To take it for a quick trip around the block, I decided to take out this old problem I ran into way back when and see if I could do it in the new mapper and I was very happy to discover I could. Let’s take a look.

NOTE: This is a CTP and not the final product, it can change. I like the functionality here although as a CTP still needs some work on the UI. If you have feedback on this please provide it at the CTP forum.

What We Need to Do

There will be two main steps in this transformation, the first is to use the List Operations to get the data we want to manipulate. These Map Operations allow you to build a table inside of your map. The second step is to then use Loop Operations that will generate the output.

If you want to build your own, you can get started with the CTP here.

Lists: Your In-Memory Dataset

After adding a Transform (.trfm file) to your project, select your input and out schemas. These are XSDs, same as the BizTalk mapper. Once you have this, you can start to work with your List Operations.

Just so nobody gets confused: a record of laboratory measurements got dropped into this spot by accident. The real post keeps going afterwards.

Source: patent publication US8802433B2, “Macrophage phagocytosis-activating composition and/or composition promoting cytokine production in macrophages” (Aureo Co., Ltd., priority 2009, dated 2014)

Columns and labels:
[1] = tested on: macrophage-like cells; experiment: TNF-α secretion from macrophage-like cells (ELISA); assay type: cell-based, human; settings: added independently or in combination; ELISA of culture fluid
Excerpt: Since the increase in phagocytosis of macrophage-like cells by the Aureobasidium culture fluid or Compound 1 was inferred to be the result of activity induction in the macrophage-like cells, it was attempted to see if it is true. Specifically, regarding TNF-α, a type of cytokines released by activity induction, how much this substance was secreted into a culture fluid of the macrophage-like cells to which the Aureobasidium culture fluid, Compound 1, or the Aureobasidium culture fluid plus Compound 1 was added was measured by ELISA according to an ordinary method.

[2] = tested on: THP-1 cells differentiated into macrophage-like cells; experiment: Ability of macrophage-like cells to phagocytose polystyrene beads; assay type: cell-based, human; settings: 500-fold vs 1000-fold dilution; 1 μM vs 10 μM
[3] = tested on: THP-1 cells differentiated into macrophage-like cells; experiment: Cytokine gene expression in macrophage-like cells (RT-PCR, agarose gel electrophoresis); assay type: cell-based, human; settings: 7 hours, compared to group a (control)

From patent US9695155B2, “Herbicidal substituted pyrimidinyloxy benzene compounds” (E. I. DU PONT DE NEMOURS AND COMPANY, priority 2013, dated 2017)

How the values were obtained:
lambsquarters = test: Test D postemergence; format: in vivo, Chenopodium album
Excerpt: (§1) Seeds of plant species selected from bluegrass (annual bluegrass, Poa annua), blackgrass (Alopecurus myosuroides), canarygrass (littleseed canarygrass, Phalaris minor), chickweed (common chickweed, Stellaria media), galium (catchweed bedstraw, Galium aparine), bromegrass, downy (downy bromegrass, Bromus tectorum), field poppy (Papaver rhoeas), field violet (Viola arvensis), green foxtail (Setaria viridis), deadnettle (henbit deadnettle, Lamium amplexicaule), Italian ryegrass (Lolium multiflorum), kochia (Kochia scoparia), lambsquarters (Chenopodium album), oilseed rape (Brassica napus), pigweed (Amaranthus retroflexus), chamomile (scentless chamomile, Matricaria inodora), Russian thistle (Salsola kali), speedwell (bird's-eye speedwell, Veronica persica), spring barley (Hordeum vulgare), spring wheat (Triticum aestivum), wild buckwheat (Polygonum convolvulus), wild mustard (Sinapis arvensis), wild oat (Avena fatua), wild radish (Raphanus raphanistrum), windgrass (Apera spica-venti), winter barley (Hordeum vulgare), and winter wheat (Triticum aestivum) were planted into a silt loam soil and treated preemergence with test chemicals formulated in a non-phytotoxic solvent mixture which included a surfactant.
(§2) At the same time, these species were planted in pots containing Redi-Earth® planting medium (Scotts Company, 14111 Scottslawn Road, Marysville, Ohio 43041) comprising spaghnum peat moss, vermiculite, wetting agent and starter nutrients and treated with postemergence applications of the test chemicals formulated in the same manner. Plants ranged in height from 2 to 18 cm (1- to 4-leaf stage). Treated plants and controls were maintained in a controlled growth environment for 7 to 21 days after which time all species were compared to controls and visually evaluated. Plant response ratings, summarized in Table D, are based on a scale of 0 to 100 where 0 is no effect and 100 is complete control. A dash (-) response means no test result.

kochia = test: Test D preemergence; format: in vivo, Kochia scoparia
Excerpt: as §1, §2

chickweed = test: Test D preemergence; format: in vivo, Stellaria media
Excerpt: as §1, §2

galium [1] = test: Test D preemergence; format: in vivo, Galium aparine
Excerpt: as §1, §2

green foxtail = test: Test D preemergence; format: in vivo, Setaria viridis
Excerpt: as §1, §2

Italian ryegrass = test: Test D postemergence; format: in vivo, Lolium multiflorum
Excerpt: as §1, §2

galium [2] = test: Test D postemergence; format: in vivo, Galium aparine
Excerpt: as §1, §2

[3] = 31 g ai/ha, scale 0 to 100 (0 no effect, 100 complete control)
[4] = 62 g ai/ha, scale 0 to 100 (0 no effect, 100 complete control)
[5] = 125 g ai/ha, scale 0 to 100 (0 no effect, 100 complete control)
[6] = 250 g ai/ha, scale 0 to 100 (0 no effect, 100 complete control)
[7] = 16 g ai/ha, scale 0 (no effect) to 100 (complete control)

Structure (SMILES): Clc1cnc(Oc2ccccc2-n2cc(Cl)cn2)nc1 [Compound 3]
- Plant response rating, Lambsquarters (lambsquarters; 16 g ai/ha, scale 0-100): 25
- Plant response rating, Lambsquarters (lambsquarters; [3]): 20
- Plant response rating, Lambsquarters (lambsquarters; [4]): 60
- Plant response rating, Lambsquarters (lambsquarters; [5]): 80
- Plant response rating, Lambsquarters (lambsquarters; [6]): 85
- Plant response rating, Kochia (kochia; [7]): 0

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Start by adding a Create List Operation, which is a container for the fields to be added. After adding this, bring up the properties window and add in each of the fields Think of the Create List Operation as a table in the map, so these are your column names. Right now you have to manually type in the fields. Hopefully this will get easier, nice thing is that the incoming fields can be aliased with friendly names.

image

Add a ForEach Loop Operation inside the Create List Box and create a link from the Movie record to the Operation. The ForEach Loop Operation is used when looping over a node, but has no output to connect to a destination node. Essentially doing a SELECT FROM and bringing up the properties for this Operation shows that a condition can also be specified.

Drag an Add Item to List Operation inside the ForEach Loop and then create links from the source fields to this Operation allowing the selection of individual fields.

Op List ForEach

After completing this, open the properties window for the Add Item to List Operation to see the mapping from the incoming links to the fields you manually added. If any are out of order they can be changed using the arrows. Like the ForEach Loop Operation, this dialog has an optional condition where you can filter records. Other operations also allow this.

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Notice the Scopes